Now the picture might change again. On 27 June, Macedonian Education and Science Minister Aziz Pollozhani announced that the government has decided to recognize the original private university in Tetovo, thus legalizing its diplomas. Pollozhani said that by September the university could become the country's third state-run university, in addition to those in Skopje and Bitola. He argued that the OSCE-sponsored university in Tetovo has obviously not resolved the Albanian community's higher education problems (see "RFE/RL Newsline," 30 June 2003).
The government's decision was immediately criticized by the opposition. Former Education Minister Nenad Novkovski of the VMRO-DPMNE told RFE/RL's Macedonian broadcasters on 30 June that this is a political rather than an educational problem. He recalled that before 1998, then-Prime Minister Crvenkovski had condemned the Albanian university as unconstitutional. While admitting that more universities are needed in Macedonia, Novkovski also claimed that the quality of higher education will deteriorate if the Albanian university is recognized.
However, there were positive reactions, too. For Albanian political scientist Hisen Ramadani, legalization means "the joint emancipation of Macedonians and Albanians as they pursue balanced relations in all spheres of their future life together." But Ramadani also called for good will and a cooperative attitude on both sides lest the country enter another crisis. (Ulrich Buechsenschuetz, firstname.lastname@example.org)
INFRASTRUCTURE LINKS ACROSS THE BALKANS. Speaking in Tirana on 30 July at a meeting of Balkan leaders, Bulgarian Foreign Minister Solomon Pasi said the countries of the regions must step up their efforts to improve existing infrastructure, novinite.bg reported.
Providing rather optimistic estimates for travel times in the Balkans, Pasi said, "At the beginning of the 21st century, it takes nine hours by car to travel from Sofia to Tirana [550 kilometers]; to Skopje, four hours [240 kilometers]; to Sarajevo, 10 hours [740 kilometers]; and to Belgrade, five hours [400 kilometers]."
He said these travel times are nearly twice as long as for comparable distances elsewhere in Europe. "We have no direct flights to Belgrade, Sarajevo, and Zagreb, and those to Skopje and Tirana are once or twice a week," he complained. "Sofia has no railway connection with Skopje and Skopje has none with Tirana. This situation cannot be tolerated any longer."
Pasi stressed the need to build the long-delayed, so-called Pan-European Transport Corridor No. 8 that would run from Italy via Albania and Macedonia to the Bulgarian Black Sea port of Burgas. "From our perspective, a major priority is to bridge the missing parts of the corridor and eliminate the bottlenecks across the borders and, in particular, to complete the railway line between Sofia and Skopje," Pasi said.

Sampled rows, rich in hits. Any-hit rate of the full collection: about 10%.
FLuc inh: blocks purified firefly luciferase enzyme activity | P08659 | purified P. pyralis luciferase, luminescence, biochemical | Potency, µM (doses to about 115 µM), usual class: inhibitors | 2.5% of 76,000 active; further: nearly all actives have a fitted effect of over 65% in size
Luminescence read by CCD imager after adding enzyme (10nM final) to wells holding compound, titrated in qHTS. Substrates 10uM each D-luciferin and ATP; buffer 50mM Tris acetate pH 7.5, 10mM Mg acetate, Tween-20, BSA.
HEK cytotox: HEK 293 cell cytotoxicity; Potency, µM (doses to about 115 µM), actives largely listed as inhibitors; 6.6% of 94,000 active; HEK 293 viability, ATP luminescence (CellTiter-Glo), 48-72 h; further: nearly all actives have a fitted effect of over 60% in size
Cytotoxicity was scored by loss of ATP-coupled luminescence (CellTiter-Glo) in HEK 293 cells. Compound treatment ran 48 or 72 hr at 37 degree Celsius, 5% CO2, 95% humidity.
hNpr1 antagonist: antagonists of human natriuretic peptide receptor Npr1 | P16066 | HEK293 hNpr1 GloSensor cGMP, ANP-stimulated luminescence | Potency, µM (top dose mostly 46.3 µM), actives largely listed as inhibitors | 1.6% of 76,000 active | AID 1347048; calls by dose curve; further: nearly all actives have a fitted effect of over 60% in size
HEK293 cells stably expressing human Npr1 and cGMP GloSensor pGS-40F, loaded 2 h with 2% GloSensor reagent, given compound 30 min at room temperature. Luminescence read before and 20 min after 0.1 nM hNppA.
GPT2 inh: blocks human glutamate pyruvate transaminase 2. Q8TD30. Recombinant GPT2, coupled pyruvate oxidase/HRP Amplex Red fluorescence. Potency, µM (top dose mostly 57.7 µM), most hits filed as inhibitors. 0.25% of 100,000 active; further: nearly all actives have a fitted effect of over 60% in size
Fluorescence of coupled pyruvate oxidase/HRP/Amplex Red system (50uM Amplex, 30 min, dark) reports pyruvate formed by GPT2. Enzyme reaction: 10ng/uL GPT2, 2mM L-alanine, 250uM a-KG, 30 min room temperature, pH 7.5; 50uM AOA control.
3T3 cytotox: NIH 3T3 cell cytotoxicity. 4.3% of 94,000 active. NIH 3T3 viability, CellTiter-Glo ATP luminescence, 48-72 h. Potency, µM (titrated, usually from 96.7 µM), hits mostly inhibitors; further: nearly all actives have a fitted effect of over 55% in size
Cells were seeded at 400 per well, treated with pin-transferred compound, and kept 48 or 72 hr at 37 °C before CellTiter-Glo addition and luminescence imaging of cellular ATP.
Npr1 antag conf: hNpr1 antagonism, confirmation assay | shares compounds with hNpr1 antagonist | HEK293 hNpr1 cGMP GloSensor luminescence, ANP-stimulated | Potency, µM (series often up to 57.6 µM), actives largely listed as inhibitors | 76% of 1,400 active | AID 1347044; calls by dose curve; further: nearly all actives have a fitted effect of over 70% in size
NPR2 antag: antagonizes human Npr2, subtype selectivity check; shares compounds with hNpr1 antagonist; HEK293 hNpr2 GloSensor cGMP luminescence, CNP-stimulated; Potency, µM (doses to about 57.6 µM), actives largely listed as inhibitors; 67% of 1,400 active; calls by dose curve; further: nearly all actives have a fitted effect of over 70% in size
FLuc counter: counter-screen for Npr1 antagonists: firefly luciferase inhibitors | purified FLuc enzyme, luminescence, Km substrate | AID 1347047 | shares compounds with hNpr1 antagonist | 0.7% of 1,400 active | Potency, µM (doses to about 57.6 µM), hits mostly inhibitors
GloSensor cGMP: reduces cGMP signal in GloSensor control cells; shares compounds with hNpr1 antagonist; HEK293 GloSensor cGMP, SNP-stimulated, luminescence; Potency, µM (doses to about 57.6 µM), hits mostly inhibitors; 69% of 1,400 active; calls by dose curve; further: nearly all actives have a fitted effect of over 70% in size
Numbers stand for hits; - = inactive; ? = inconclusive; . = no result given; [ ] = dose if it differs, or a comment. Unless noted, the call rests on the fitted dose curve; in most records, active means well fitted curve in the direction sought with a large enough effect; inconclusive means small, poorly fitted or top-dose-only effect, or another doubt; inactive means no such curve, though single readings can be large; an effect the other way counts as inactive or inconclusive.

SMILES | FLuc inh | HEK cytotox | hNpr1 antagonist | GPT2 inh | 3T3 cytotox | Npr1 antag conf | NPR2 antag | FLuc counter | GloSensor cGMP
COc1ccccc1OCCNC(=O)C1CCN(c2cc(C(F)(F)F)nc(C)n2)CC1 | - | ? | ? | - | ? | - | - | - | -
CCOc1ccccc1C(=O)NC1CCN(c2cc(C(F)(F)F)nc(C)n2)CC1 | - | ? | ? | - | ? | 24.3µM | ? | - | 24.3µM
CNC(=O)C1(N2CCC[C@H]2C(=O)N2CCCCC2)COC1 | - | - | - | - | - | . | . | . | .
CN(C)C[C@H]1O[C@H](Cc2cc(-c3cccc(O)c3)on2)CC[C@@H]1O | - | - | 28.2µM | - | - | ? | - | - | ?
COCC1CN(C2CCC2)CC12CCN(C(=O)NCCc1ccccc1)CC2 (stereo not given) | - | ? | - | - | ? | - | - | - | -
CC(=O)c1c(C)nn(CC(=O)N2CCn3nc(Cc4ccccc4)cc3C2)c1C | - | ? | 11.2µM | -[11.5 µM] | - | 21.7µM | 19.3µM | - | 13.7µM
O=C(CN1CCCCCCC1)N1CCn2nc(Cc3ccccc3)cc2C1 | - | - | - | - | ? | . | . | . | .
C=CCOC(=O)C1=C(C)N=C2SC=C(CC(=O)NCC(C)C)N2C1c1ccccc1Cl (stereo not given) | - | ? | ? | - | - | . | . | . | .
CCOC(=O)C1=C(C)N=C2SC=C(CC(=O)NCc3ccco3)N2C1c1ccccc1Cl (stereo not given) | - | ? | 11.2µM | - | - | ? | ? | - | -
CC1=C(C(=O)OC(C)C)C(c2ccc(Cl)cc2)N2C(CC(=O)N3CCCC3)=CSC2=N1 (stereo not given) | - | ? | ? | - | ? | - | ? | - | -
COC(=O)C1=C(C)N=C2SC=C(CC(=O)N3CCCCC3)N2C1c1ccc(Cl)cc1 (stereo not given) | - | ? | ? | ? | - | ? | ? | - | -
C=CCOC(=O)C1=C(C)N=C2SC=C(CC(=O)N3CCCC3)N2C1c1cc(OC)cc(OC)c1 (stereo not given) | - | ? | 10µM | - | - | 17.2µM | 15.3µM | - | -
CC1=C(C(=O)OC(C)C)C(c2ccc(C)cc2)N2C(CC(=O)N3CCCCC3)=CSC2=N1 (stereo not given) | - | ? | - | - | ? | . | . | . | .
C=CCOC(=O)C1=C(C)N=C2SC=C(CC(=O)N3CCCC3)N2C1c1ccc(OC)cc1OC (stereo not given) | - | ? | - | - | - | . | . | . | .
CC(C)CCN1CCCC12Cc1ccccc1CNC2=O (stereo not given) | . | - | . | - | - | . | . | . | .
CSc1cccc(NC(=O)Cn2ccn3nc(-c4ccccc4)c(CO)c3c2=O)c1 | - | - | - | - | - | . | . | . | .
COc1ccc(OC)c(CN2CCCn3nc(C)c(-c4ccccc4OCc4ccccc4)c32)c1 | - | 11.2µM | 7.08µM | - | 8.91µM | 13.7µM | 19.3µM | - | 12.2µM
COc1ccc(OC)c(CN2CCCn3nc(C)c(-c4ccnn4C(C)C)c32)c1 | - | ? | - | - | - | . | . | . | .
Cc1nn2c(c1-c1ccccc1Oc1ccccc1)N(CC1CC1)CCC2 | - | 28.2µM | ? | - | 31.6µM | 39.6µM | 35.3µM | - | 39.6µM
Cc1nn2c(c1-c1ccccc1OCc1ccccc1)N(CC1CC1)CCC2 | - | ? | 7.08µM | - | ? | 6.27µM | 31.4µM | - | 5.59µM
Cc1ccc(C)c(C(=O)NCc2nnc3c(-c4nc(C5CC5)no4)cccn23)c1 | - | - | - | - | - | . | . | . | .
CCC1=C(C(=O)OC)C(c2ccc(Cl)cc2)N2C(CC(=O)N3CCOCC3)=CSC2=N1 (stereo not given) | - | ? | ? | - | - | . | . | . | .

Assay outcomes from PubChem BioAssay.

He also stressed the strategic aspects of such a corridor, as it would run "across the center of the Balkan Peninsula, linking Europe with Asia and acting as a stepping stone to the Middle East, the Caucasus, Central Asia, and the Caspian region, Northern Africa, and the Mediterranean."
Prior to inviting the regional prime ministers to meet in Sofia in November or December, Pasi said: "I myself do believe that in the long run, Corridor No. 8 will be extended by a bridge over the Adriatic, thus reducing the [travel time] between the Black Sea and Italy to a mere 10 hours by car." (Ulrich Buechsenschuetz, email@example.com)
THE MIXED FEELINGS OF SLOVENIAN EMIGRANTS. The 1934 best-seller by the Slovenian-American Louis Adamic (1899-1951), "The Native's Return," describes the writer's visit to interwar Yugoslavia and the appalling injustice that its people suffered under the dictatorship of the Serbian King Alexander Karadjordjevic. Adamic, who first emigrated in 1913, thereupon returned to the United States and remained there until his mysterious death two decades later.
Today a new kind of native is returning to Slovenia: emigrants and their descendants from around the world. Whether they visit informally on summer vacation, choose to attend the annual summer language school in Ljubljana, or participate in additional organized events, Slovenia is a destination for those who want to rediscover their roots.
On 6 July, over 1,000 Slovenians from abroad attended the annual gathering of emigrants at Lake Bled, titled "A Meeting in My Country," "Vecer" reported on 7 July. Sergej Pelhan is the president of the Slovenian Emigrants' Society, which organized the event. Pelhan spoke proudly of Slovenia's achievements, but had critical comments as well. He cited the ill feelings between political parties and Slovenia's "moral crisis," which he said is exacerbated by "liberalism."
Pelhan's remarks underscore the differences dividing the estimated half-million Slovenians (one-fifth of the entire nation) living abroad. The gulf between "liberals" and "conservatives" -- terms occasionally serving as euphemisms for communists and "clerico-fascists" -- goes back over half a century, and remains keenly felt in emigrant communities.
The guest of honor at the meeting was Lojze Kosorok, who returned to live in Slovenia after 52 years in Australia. Kosorok spoke about the need for reconciliation today, but also faulted Slovenia for its bureaucratic processes hindering those wishing to return. Others cited the lack of media coverage of Slovenes in the diaspora. "I have the feeling," Kosorok said, "that this fifth [of the nation] is being written off or treated as second class, both by the state and by certain citizens."